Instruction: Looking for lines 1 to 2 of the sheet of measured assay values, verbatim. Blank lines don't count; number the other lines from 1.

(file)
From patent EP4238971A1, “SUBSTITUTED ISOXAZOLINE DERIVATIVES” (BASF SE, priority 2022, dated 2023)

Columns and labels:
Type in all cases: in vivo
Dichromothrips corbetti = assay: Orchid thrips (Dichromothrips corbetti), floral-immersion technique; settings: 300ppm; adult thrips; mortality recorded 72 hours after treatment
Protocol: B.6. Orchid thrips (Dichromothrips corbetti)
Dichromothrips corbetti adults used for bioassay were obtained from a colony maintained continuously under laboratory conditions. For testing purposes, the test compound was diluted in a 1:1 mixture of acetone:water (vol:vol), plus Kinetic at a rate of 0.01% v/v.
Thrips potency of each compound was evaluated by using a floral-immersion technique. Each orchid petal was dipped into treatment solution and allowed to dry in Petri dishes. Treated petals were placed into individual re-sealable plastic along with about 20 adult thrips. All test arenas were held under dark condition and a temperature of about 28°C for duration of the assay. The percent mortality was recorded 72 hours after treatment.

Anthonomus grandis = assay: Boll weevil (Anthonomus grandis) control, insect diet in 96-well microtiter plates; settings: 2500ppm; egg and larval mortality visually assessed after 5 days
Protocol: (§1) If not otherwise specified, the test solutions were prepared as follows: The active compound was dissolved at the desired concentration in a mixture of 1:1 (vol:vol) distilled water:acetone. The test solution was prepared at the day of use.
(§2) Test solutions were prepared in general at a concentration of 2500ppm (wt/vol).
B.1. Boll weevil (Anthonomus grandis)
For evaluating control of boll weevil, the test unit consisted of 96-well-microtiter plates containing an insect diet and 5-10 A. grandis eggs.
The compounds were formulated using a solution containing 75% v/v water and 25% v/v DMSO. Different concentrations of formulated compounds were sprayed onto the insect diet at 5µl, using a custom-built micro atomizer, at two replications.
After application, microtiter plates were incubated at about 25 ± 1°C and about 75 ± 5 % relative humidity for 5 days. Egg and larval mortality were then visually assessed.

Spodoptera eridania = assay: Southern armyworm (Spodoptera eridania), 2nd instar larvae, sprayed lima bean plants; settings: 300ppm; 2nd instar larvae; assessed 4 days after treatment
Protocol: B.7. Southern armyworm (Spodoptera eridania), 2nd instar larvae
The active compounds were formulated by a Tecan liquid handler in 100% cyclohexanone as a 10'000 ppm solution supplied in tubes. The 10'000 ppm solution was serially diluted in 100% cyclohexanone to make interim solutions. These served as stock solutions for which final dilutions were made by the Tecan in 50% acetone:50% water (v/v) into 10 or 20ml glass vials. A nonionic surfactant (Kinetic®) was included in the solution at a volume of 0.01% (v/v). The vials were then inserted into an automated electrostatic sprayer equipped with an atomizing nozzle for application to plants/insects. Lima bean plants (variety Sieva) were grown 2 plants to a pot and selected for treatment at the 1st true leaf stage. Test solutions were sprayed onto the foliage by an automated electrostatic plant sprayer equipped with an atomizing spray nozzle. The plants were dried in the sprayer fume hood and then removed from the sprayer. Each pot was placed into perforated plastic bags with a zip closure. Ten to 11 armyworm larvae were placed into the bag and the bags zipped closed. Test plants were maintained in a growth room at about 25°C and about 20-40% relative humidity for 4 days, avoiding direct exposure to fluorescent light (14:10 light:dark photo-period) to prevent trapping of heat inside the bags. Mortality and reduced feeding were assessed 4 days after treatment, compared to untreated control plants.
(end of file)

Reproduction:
From patent EP4238971A1, “SUBSTITUTED ISOXAZOLINE DERIVATIVES” (BASF SE, priority 2022, dated 2023)

Columns and labels: